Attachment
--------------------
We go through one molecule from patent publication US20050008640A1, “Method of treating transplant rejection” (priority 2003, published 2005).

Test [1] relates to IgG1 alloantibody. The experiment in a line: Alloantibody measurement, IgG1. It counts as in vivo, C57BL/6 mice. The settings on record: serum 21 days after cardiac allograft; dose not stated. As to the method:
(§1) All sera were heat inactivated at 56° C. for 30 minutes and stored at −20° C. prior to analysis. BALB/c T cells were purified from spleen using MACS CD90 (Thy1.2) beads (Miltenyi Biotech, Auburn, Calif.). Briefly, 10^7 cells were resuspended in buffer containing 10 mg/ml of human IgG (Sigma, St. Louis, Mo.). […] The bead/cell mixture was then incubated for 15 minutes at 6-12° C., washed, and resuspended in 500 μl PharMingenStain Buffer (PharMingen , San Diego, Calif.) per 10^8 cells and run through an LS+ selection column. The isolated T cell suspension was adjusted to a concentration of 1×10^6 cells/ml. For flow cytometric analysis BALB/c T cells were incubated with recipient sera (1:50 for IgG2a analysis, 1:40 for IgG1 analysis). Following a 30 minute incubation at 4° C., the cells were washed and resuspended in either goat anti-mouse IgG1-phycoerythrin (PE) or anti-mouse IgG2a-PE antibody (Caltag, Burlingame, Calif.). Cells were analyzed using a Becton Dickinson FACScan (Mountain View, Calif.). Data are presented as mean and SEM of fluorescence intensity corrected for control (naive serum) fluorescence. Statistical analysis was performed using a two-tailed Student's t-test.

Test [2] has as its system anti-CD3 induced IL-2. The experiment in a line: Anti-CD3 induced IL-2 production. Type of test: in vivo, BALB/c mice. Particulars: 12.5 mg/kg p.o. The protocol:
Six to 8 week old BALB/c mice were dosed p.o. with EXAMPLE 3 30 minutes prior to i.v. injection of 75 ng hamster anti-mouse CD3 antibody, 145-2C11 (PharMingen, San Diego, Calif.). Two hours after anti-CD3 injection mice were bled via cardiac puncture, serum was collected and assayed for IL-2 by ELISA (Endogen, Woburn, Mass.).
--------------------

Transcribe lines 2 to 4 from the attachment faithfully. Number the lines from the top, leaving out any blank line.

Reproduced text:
Test [1] relates to IgG1 alloantibody. The experiment in a line: Alloantibody measurement, IgG1. It counts as in vivo, C57BL/6 mice. The settings on record: serum 21 days after cardiac allograft; dose not stated. As to the method:
(§1) All sera were heat inactivated at 56° C. for 30 minutes and stored at −20° C. prior to analysis. BALB/c T cells were purified from spleen using MACS CD90 (Thy1.2) beads (Miltenyi Biotech, Auburn, Calif.). Briefly, 10^7 cells were resuspended in buffer containing 10 mg/ml of human IgG (Sigma, St. Louis, Mo.). […] The bead/cell mixture was then incubated for 15 minutes at 6-12° C., washed, and resuspended in 500 μl PharMingenStain Buffer (PharMingen , San Diego, Calif.) per 10^8 cells and run through an LS+ selection column. The isolated T cell suspension was adjusted to a concentration of 1×10^6 cells/ml. For flow cytometric analysis BALB/c T cells were incubated with recipient sera (1:50 for IgG2a analysis, 1:40 for IgG1 analysis). Following a 30 minute incubation at 4° C., the cells were washed and resuspended in either goat anti-mouse IgG1-phycoerythrin (PE) or anti-mouse IgG2a-PE antibody (Caltag, Burlingame, Calif.). Cells were analyzed using a Becton Dickinson FACScan (Mountain View, Calif.). Data are presented as mean and SEM of fluorescence intensity corrected for control (naive serum) fluorescence. Statistical analysis was performed using a two-tailed Student's t-test.

Test [2] has as its system anti-CD3 induced IL-2. The experiment in a line: Anti-CD3 induced IL-2 production. Type of test: in vivo, BALB/c mice. Particulars: 12.5 mg/kg p.o. The protocol: